This video shows various scleractinian corals under narrow-bandwidth blue light, which excites the fluorescent proteins in the epidermis of the animals. Fluorescence is a phenomenon where an object absorbs light of a particular wavelength (colour), and emits it at another wavelength (colour). It is still not clear why corals produce fluorescent proteins, but it seems to protect them from harmful UV-radiation and excess (sun)light.

Using time-lapse, the contractile and expansion behaviour of coral polyps is also visualized in this video.

Advanced Aquarist Wallpaper: Harlequin Shake

Harlequin Shrimps (Hymenocera elegans) are some of the coolest, weirdest, most beautiful shrimps in the world. Here's a pair of loitering Harlequins photographed by Mitchell Brown.

Read More…

An elegant reef worm

Few if any of us appreciate the beauty of sea worms beyond the usual fan/feather duster varieties. The reality is many of us are freaked out by worms. We shouldn't be because some species are actually really darn neat and beautiful.

This is one of many species of syllid worm, a type of worm that crawls (yes, with little "feet") its way around sponges, ascidians, hydroids, bryozoa and algae, which they feed upon by piercing their sedentary prey's skins and sucking out the "life juice."

Granted, not all worms are beauty pageant contestents.  But you have to admit the stripped monochromatic pigmentation of this particular syllid is rather striking and its movement rather graceful.  Reef life is remarkable!

Video by liquidguru

That's some fancy woodworking on this 300 gallon aquarium!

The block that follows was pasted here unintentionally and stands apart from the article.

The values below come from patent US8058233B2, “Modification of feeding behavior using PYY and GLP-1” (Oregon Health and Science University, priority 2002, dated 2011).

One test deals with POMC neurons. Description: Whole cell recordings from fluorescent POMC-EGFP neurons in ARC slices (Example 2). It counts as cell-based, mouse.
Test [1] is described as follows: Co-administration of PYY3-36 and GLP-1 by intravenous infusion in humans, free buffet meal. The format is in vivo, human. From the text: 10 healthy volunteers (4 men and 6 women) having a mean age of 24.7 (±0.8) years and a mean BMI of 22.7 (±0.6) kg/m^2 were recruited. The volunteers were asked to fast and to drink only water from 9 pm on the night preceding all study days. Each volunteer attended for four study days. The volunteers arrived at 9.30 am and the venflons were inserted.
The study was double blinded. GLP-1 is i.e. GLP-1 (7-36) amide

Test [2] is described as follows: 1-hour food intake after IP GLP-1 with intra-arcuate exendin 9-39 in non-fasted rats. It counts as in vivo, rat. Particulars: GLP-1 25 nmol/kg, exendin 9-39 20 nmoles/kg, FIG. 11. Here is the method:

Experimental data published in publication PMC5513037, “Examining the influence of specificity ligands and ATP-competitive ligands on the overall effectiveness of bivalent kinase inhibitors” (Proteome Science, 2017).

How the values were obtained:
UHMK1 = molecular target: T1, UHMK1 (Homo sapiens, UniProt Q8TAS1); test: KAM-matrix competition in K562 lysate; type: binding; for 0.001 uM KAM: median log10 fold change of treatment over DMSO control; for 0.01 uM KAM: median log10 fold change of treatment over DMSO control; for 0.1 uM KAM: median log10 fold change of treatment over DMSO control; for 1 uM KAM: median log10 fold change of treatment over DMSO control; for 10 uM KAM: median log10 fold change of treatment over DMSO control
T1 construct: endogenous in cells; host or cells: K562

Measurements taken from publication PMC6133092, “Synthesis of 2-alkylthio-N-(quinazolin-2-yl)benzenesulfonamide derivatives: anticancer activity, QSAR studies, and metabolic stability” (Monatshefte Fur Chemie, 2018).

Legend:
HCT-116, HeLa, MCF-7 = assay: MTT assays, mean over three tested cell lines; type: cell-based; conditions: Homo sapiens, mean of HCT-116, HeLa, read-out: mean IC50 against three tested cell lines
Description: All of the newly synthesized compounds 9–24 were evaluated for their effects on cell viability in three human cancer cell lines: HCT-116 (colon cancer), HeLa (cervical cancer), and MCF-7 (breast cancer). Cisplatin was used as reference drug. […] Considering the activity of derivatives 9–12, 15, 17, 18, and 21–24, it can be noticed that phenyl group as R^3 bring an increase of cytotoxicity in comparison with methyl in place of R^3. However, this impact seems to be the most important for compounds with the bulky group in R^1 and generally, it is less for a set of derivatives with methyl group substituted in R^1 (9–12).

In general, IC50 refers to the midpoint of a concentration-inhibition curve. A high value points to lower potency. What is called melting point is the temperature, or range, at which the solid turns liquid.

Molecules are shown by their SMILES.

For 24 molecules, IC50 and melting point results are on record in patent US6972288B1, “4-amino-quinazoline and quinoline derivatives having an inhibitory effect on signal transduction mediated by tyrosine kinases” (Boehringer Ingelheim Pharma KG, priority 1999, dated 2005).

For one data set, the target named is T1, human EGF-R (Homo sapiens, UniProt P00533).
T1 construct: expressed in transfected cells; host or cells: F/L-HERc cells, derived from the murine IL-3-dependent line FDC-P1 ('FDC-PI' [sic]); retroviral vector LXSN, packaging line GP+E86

That's some fancy woodworking on this 300 gallon aquarium!

I'm so fancy!

Currently up for bid on eBay is this 300 gallon glass aquarium with highly ornate custom pedestal cabinetry and full tank trim featuring fluted Corinthian columns.

Read More…

"Invasive" corals never looked so lovely

"Invasive" corals never looked so lovely

Simple and simply beautiful

Some reefkeepers don't keep corals like Xenia, GSP, and Montis because they grow too quickly and overtake entire reef tanks, while others simply don't view them as a challenge anymore. But these "weed corals" can be used to create beautiful and relatively carefree reef aquariums.

Read More…

Pseudojuloides polackorum: a new pencil wrasse

Pseudojuloides polackorum: a new pencil wrasse

Photo by Dennis Polack, the diver who first brought the undiscovered species to the scientists' attention and hence the fish was named after him and his wife, Sandy.

Allan Connell, Benjamin Victor, and John Randall have just described a new reef wrasse from the east coast of South Africa. The new pencil wrasse is a beauty and has already been available to hobbyist (albeit expensive and rare) thanks to the increasing collection of African reef fish (particularly Madagascar/Mauritius) in recent years.

Read More…

How Fish Eat

Another Friday is here. In case you haven't learned anything this week, here is an outstanding two-part episode by Smarter Every Day explaining the incredible mechanics behind how fish gobble things up, complete with some neato slow-mo video.

Document Actions

blog_sm.jpg

Contribute to our blogs!


Do you have news or discussion topics you want to see blogged?  Let us know!

 

ADVANCED AQUARIST